The Spire

It felt right to end our Irish Adventure the way it began, with a second stop in Dublin. We decided to hit up Dublin twice because we really wanted to see what it was like during St. Patrick's Day AND what it was like the rest of the time. The funny thing is, the only difference I found was that one had the parade, and the other didn’t. There was still an absurd amount of tourists (though Temple Bar was a bit more tame). We spent 2 nights in Dublin before heading to Scotland.  This time, we stayed in a hostel, our 4th (and final, thankfully) hostel of the trip (…so far…). The Spire Hostel was located on the north side of the River Liffey, about a block away from where, seemingly, every tour bus in the country congregates. It is, of course, named after The Spire, a giant needle shaped thing that shoots up towards the sky.

What is it for? I have no idea. Why is it important? I also don't know, and to be honest, didn’t really care. I was too busy being distracted by all of the tour groups standing in the middle of the sidewalk and the trash everywhere to really give it much thought.

We arrived early at the hostel, before were we actually allowed to check in, so we dropped our bags off in the luggage closet and wandered around our new neighborhood. We both instantly longed for Ballsbridge, the neighborhood of our first Dublin visit- we liked the quiet residential neighborhood much more than this busy, dirty tourist center. But we reminded ourselves that, because we indulged a bit on our trip around the country, we agreed to stay in a cheaper location for our last couple of nights. Buck up! How bad can it be?

Well it certainly wasn’t as bad as the Salmon Weir was in terms of space. This place was huge- about 5 stories high, with dorm rooms that sleep up to 20 people - yikes! Thankfully, we were booked in the smallest room available, one with 6 beds and private bathroom. Our bunkmates were an interesting range of personalities:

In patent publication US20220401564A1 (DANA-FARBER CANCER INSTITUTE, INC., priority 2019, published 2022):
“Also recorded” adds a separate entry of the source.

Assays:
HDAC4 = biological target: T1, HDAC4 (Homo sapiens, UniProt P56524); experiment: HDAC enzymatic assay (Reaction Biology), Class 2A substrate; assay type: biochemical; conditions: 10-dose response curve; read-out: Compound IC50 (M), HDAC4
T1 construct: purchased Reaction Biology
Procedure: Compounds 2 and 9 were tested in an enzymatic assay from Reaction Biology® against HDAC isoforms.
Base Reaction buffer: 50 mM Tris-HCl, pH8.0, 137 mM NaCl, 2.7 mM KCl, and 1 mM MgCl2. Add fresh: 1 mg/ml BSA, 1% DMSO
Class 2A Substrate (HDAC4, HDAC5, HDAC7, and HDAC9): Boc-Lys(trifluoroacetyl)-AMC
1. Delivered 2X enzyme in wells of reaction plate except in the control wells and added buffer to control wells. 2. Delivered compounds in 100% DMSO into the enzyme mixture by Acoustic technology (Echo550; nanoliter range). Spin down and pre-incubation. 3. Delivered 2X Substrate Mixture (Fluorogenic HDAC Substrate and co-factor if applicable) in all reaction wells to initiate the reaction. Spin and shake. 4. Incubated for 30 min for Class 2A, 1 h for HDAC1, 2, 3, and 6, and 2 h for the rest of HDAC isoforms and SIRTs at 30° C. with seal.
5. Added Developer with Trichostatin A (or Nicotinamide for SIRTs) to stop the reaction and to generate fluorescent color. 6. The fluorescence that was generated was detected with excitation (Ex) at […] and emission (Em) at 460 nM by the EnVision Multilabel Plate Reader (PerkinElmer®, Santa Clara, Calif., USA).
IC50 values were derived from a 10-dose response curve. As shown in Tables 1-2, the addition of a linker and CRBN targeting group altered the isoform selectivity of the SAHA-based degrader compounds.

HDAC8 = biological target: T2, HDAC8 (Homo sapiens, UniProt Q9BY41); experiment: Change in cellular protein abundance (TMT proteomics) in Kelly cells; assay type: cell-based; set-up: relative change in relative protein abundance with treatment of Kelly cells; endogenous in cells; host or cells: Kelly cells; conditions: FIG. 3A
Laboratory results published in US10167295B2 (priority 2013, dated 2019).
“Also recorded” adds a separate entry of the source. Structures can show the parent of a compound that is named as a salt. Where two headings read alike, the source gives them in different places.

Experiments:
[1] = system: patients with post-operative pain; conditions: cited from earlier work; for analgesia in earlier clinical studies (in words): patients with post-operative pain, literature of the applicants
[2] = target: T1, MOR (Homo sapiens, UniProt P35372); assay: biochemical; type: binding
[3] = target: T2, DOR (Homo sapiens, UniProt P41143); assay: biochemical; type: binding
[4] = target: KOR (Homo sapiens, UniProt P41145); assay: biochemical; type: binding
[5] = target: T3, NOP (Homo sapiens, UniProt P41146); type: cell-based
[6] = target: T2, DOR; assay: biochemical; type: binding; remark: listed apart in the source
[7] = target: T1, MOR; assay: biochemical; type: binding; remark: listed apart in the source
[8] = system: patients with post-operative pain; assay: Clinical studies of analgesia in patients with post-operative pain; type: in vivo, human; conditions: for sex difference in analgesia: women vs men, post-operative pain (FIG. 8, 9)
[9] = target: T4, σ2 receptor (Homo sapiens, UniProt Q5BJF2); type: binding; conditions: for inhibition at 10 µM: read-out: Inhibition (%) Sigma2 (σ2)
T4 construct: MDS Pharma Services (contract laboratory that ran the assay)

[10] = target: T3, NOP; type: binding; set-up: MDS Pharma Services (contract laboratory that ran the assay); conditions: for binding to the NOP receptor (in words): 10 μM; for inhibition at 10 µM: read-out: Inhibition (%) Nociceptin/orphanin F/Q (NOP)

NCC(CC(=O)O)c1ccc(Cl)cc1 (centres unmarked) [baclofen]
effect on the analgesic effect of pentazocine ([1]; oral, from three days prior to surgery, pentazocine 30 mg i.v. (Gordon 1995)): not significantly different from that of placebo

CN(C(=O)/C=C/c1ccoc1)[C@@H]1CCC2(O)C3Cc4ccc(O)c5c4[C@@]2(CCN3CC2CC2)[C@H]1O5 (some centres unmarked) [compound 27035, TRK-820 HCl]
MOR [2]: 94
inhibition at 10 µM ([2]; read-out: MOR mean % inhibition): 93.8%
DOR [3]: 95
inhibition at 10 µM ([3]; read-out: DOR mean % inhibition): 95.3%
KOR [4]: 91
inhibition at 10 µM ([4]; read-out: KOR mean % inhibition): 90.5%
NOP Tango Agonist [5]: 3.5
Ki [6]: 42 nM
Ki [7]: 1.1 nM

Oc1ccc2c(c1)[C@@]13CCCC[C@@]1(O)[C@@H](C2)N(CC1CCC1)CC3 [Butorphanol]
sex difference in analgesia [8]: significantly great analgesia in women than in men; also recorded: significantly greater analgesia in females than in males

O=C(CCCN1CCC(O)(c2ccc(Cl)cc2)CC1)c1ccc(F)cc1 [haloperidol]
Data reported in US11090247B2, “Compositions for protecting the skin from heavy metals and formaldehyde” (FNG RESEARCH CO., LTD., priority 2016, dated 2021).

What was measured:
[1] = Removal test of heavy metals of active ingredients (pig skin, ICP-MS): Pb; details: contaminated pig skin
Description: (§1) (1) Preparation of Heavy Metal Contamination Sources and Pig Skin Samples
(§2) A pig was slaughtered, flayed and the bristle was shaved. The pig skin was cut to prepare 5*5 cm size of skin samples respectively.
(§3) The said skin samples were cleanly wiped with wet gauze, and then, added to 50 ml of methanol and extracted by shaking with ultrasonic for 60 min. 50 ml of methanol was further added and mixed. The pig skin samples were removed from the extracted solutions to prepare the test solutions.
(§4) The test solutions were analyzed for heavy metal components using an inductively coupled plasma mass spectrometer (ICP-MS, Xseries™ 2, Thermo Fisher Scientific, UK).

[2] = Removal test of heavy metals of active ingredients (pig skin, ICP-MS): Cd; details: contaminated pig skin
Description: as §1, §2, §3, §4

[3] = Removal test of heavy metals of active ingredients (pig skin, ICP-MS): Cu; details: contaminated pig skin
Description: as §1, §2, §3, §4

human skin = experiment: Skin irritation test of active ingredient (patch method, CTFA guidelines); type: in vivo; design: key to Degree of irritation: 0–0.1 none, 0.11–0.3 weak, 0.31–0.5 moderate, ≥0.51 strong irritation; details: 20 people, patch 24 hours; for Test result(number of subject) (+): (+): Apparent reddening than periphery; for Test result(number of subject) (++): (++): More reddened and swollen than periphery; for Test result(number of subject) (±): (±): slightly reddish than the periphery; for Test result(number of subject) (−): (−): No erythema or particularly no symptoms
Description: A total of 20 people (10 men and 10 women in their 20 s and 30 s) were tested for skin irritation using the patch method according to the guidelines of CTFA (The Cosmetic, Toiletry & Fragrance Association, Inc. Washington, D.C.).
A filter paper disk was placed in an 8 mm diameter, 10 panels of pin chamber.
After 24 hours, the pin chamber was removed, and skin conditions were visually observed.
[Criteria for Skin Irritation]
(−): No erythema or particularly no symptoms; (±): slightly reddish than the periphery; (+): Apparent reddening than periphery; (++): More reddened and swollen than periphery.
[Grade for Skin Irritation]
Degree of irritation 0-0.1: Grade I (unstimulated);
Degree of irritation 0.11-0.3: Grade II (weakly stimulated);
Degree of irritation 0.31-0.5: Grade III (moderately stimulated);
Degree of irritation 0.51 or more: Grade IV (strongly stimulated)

• A Spanish girl who lived and worked at the hostel. She was delightful to chat with and respectful of the shared space. I particularly loved her accent - when we told her about our 10 month trip, she gasped and said, "Oh I'm so yellous!" Ahhh "Barthelona", how I love the way you speak!
  • Another Spanish girl who was up early and out late every day. We had little interaction, but when we did speak she asked many questions about how to say things in English.
  • An odd man who was slept ALL DAY the day we arrived. We checked in at 2pm and he was asleep. We went out for the day and came back at 7pm and he was asleep. Finally at 9 we decided to go up to the room and he was gone. The next day he heard us speaking English and said, "Oh, anglophiles", in an, almost, disdainful way, as he stared at the floor. He didn't speak much to us, but he did enjoy speaking with our Spanish bunkmates. While he seemed to be older than me, he still giggled when one of them said "I'm easy" when asked if she cared if the window was open. When she asked what he was laughing at, he condescendingly stated "that phrase has a very different meaning in America." Ew. You, sir, give Americans a bad rep. I don't like you.
  • The 6th bed was vacant. Woohoo!